"Before my transplant, I was a healthy single mother of two daughters, ages nine & 12, working as an administrative assistant in a corporate office.
It was a Saturday morning when I woke up feeling nauseous, confused and very jaundice. Unable to drive, I called my mother to take me to our local clinic. By looking at me, the clinic physician said there was something seriously wrong and that's when I was rushed to the hospital. After a battery of tests, I learned I was in acute liver failure, my liver was functioning at 40% and I was placed on the transplant waiting list. Saturday, April 22, 2000, would become the first day of my "transplant journey."
Over the next two weeks at the hospital my health continued to deteriorate as we waited impatiently for the liver that would save my life. In the meantime, my sister, Kay was prepared to donate a portion of her liver to help save my life - she became my "safety net." On May 6, 2000, I was so ill I was not expected to survive and my sister and I were rushed into surgery. During that serious procedure, word came that a liver in Michigan was allocated to me. The medical staff suspended that transplant to recover the liver from Michigan. I would soon learn that I was one of several individuals receiving life-saving organs and tissue from this donor - a young, 21-yearold male from Michigan.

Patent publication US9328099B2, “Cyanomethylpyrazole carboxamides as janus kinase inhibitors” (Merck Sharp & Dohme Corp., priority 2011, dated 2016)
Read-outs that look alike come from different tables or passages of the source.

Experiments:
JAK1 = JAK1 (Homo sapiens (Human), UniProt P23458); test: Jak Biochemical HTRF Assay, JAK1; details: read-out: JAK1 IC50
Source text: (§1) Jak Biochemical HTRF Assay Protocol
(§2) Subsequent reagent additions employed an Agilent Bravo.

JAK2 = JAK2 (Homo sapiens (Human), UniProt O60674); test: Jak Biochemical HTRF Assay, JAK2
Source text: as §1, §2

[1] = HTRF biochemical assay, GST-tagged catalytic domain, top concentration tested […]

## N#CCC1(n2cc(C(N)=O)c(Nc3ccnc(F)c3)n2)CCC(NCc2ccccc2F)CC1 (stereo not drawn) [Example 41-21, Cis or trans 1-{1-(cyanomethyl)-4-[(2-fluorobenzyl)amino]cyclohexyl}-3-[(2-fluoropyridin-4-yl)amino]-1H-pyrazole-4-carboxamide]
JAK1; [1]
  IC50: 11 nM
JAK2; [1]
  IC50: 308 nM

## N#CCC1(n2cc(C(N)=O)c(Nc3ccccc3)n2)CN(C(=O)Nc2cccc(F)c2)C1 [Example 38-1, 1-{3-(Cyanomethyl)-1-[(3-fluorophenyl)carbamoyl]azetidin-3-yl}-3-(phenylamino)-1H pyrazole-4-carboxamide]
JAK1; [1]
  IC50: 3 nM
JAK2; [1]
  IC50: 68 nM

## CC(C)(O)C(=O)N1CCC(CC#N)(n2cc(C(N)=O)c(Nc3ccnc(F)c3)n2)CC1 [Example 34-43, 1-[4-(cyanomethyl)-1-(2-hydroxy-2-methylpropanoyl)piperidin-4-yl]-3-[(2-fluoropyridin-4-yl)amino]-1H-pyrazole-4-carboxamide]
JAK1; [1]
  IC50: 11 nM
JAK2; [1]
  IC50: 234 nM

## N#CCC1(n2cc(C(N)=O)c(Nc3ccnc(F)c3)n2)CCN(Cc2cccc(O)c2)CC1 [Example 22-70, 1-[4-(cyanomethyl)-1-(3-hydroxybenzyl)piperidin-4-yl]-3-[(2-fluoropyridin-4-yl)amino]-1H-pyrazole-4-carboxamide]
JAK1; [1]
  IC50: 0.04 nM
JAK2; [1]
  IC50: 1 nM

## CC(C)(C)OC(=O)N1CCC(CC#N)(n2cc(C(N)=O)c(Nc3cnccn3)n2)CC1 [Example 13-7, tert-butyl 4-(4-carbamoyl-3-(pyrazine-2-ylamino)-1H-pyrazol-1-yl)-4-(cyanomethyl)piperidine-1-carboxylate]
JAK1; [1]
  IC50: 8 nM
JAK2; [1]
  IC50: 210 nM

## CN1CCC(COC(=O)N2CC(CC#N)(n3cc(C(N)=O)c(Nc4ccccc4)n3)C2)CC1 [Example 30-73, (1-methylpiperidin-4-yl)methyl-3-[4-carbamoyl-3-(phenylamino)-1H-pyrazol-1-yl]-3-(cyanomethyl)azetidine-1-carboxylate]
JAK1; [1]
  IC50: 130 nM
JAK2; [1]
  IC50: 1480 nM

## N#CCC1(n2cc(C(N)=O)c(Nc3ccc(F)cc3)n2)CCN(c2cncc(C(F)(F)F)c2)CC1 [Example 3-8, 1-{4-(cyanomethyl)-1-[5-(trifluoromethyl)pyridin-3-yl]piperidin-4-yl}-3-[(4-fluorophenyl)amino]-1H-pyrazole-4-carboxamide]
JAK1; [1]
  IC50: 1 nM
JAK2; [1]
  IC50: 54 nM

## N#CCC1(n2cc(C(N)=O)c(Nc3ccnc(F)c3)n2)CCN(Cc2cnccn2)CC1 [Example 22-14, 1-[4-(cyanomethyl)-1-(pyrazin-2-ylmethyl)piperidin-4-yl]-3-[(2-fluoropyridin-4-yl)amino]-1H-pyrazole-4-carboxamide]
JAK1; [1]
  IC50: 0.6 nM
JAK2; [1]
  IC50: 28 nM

My transplant gave me my life back. My transplant gave my daughters their mother back. Back in 2000, my biggest fear was thought of my daughters growing up
without their mother. My transplant saved me. I was here for my daughters' high school and college graduations and their weddings. In 2002, I married my best friend Dave and my life was further enhanced
with two stepsons.
There are no words to express how grateful I am for my donor and his wonderful family. I first met my donor's parents and his brother at the Transplant Games. It's a great feeling to wrap my arms around them to personally thank them for their kindness and selfless action. I don't feel there's an adequate means of thanking my donor family for saving my life. However, I can honor my donor by sharing his memory when talking to others about the importance of organ and tissue donation. My donor was a hero - he was my hero."
--Kim Burdakin, Liver Recipient